The unstoppable transformation

COP23 - Klima-Kohle-Demo Bonn am 04.11.2017 - © Markus Feger, Düsseldorf

Former U.N. climate chief Christiana Figueres spoke last month about  “a transformation that is now unstoppable, irreversible and more than  anything else, it is exponential." Her words ring true in two ways.

As  I type these words, six wildfires are engulfing whole swathes of  Southern California. More than two hundred thousand residents fled their  homes ahead of walls of fast-moving flames as hundreds of structures  disintegrated to ashes in their wake. The destruction may seem to many  as an act of Nature, but the conditions that made these particularly  fiery storms so devastating can be traced back to manmade causes. 

Creative Commons: Doc Searls, 2017

Over the second half of the last century, California’s average  temperature rose about 2 degrees Fahrenheit (1.1 degrees Celsius),  according to NASA’s Earth Observatory.  Those higher temperatures combined with the effects of long droughts  have left brush and trees stripped of moisture — hundreds of thousands  of acres of kindling vulnerable to an occasional wayward spark that can  lead to the loss of tens of thousands of acres.

Across the  continent, there have been other signs of accelerating climate change.  Texas, Florida, Puerto Rico and the U.S. Virgin Islands are still  recovering from one of the worst Atlantic hurricane seasons on record,  resulting in a record $200 billion in estimated damages and much of Puerto Rico still without power and whole regions with little access to water  75 days after Hurricane Maria slammed into the island. Hurricanes may  be a recurring threat to people living in those areas, but this scale is  unprecedented, magnified by the warming of the ocean from climate  change that strengthens the storms and changes trajectories. 

Fallen debri in Puerto Rico after Hurricane Maria Creative Commons: Joe Piette, 2017

Scientists have long connected the dots between carbon dioxide and  other man-made emissions and the raising of temperatures on the planet’s  surface. Sixteen out of the seventeen warmest years on record, since  measurements first started 136 years ago, happened since 2001.  Droughts have become a more regular feature of life around the world,  particularly in impoverished agriculturally-dependent regions in Africa,  as moisture is literally baked out of the soil.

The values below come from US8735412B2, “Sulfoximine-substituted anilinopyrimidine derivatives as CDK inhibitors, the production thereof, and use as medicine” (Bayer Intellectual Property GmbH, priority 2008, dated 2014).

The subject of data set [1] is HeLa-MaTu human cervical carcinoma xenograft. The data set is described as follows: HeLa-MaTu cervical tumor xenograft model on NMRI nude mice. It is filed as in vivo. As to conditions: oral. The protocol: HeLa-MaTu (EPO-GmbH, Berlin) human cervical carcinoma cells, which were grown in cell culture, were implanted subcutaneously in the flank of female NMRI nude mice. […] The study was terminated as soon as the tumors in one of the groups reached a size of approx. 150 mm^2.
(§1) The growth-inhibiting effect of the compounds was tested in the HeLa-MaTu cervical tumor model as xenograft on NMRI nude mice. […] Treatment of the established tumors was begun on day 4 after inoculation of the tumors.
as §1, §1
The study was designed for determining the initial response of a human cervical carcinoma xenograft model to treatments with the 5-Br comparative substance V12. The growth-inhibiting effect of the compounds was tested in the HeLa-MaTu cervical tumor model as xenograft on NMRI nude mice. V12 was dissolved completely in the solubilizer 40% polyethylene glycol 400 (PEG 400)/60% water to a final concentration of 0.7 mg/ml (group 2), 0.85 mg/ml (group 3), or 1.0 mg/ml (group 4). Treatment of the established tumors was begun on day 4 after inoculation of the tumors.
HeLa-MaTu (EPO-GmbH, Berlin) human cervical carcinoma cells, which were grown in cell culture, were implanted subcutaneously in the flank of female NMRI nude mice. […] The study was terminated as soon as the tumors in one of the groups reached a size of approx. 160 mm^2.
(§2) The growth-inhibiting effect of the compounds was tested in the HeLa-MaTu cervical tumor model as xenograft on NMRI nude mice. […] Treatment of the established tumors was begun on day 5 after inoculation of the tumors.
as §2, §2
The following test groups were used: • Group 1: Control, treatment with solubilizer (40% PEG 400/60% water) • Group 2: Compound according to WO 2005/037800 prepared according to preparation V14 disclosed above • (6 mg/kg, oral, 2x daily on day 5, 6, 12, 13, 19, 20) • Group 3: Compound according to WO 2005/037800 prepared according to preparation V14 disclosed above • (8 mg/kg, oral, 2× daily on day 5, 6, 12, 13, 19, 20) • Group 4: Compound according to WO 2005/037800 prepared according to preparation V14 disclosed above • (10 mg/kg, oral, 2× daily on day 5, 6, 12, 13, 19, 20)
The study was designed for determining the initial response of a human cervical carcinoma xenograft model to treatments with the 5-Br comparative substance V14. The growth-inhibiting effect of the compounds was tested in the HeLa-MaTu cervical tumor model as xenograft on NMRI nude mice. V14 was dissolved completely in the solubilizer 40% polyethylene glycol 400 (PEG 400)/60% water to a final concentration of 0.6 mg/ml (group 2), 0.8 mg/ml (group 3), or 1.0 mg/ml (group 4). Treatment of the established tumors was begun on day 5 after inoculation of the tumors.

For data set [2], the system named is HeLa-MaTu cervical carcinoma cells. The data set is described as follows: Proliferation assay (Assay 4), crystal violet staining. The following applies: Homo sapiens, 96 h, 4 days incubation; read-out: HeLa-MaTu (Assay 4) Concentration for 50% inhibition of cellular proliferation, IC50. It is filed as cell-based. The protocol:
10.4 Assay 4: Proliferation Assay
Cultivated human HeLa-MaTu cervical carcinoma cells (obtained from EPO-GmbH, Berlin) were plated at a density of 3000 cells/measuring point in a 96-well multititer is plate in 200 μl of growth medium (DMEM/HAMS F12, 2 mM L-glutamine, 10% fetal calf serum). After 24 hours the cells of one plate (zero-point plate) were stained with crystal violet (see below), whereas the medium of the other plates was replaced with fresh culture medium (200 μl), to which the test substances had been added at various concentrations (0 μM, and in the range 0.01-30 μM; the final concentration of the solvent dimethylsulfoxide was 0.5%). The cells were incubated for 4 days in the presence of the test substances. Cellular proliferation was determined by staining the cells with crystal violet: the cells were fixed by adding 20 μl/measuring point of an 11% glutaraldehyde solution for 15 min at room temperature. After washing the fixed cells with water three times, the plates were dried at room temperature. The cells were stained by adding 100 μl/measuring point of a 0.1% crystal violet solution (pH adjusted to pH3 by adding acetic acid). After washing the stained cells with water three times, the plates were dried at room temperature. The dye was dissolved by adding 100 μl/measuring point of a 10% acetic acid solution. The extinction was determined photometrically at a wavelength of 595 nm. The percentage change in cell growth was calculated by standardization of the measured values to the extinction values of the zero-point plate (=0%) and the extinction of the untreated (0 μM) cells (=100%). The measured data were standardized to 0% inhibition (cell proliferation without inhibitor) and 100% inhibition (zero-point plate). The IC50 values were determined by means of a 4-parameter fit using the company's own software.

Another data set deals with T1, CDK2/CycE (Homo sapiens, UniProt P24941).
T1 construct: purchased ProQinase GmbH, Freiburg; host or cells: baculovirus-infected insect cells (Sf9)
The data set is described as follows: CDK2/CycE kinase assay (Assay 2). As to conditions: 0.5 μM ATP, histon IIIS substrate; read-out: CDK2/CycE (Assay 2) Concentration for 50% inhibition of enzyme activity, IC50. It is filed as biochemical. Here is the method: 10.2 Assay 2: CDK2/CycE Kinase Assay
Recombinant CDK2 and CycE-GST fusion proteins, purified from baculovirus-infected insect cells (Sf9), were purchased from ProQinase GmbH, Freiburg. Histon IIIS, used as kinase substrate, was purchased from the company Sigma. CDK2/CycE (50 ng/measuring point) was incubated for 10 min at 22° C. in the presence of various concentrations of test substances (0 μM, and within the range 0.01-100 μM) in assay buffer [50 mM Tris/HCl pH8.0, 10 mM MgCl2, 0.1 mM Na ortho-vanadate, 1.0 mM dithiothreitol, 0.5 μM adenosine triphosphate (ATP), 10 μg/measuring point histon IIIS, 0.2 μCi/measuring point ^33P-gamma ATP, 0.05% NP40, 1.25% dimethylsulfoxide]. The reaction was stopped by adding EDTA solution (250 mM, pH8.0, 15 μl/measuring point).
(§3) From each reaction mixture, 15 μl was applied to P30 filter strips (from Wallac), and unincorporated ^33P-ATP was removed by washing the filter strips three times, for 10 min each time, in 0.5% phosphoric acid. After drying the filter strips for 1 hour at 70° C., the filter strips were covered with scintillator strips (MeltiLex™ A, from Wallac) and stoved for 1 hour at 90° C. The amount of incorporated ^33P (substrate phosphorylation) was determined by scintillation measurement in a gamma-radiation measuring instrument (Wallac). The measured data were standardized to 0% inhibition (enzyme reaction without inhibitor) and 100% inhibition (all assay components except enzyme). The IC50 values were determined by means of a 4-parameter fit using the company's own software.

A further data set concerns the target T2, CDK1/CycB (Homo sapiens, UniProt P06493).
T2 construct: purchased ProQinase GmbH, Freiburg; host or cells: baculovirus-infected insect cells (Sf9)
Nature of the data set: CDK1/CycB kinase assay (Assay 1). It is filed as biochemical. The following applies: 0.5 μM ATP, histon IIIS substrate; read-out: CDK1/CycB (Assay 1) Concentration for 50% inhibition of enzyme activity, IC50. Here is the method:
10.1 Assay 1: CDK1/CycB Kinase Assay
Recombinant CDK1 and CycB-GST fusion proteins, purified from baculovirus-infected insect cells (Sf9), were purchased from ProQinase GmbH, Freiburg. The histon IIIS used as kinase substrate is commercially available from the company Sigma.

These trends are  no longer a hypothesis or a projection scrawled on a university  professor’s chalkboard. It is half of that “unstoppable transformation”  of our planet associated with climate change, global impacts we could  have avoided by acting sooner, but which we can still mitigate in the  future with prompt action now.


Fireman in Ventura County

Creative Commons: Dave Malkoff, 2017

Unfortunately, even as these wildfires and hurricanes raged, the  winds of political change blew in the wrong direction. The Trump  Administration pulled out of the historic 2015 Paris Agreement —  abandoning a compact signed by nearly 200 nations to curb their  greenhouse-gas emissions. As a global superpower, the United States had  pledged to cut its greenhouse gas emissions 26 to 28 percent below 2005  levels by 2025. As the wealthiest nation in the world, the United States  had also previously promised to deliver $3 billion in aid to third  world countries in an effort to develop clean energy alternatives within  the next three years.

Instead, President Trump and his allies in  Congress are prioritizing the dying coal and oil industries in their  executive orders and tax reform proposals, tactics which will likely  lead to death of a literal kind for those in the path of future climate  change-exacerbated disasters. “I was elected to represent the citizens  of Pittsburgh, not Paris,” he said in his June announcement, perhaps not  realizing that Pennsylvania won’t be any more immune from the effects  of climate change than the French capital.

But the other half of  the unstoppable transformation is the progress on decarbonizing the  global economy by other nations, corporations, and average citizens.  Last month, the 23rd conference of the United Nations Framework  Convention on Climate Change in Bonn, Germany (COP23) proved a modest  success, with progress made towards implementing the Paris Agreement and  its pollution-cutting targets, even as the U.S. delegation drew  criticism for a myopic forum touting fossil fuels and nuclear power.

Perhaps  the best evidence of the unstoppable nature of this transformation to a  cleaner, more sustainable future is that a greater number of people  around the world are realizing the extent of the crisis that potentially  threatens the very existence of the human race. A Gallup poll released  in March found that a record percentage of Americans have become  concerned about global warming, with 62% of respondents saying effects  of global warming have already begun, up 3% from a year ago. The survey  also found 45 percent worry a great deal about global warming, a jump from the 37% in 2016.

So,  despite this year’s staggering losses of life and property, it’s  important not to lose hope. For climate change advocates, systemic  progress can seem painfully slow and inadequate and the sobering truth  is that a lot more drastic actions must be taken to lower carbon  emissions enough to keep the rise in global temperatures since the  industrial revolution to the target of less than 2 degrees Celsius (3.6  Fahrenheit) established by the Paris Agreement. But as more people  accept the science and resolve to make meaningful changes in their own  lives, including more pressure on politicians, there is now an  unstoppable transformation of the political climate as well.

Last updated July 2, 2018

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